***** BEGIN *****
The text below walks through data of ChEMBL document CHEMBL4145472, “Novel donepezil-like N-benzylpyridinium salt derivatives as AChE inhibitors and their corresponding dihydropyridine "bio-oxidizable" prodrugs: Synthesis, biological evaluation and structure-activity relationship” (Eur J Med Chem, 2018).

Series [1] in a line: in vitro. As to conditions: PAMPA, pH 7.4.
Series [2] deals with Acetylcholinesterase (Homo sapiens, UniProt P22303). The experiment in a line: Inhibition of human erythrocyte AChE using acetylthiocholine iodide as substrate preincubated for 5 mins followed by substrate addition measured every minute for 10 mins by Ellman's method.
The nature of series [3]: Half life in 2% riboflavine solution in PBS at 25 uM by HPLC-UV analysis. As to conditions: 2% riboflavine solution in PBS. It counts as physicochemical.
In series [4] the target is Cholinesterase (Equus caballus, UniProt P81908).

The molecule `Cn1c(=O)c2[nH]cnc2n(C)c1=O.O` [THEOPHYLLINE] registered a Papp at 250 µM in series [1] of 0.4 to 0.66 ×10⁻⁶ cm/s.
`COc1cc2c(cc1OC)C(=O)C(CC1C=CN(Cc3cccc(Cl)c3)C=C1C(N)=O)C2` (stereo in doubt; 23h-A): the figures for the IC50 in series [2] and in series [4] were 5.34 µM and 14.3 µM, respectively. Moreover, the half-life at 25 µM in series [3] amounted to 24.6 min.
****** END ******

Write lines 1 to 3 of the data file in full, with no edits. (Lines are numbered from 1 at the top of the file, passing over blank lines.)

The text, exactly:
The text below walks through data of ChEMBL document CHEMBL4145472, “Novel donepezil-like N-benzylpyridinium salt derivatives as AChE inhibitors and their corresponding dihydropyridine "bio-oxidizable" prodrugs: Synthesis, biological evaluation and structure-activity relationship” (Eur J Med Chem, 2018).

Series [1] in a line: in vitro. As to conditions: PAMPA, pH 7.4.
Series [2] deals with Acetylcholinesterase (Homo sapiens, UniProt P22303). The experiment in a line: Inhibition of human erythrocyte AChE using acetylthiocholine iodide as substrate preincubated for 5 mins followed by substrate addition measured every minute for 10 mins by Ellman's method.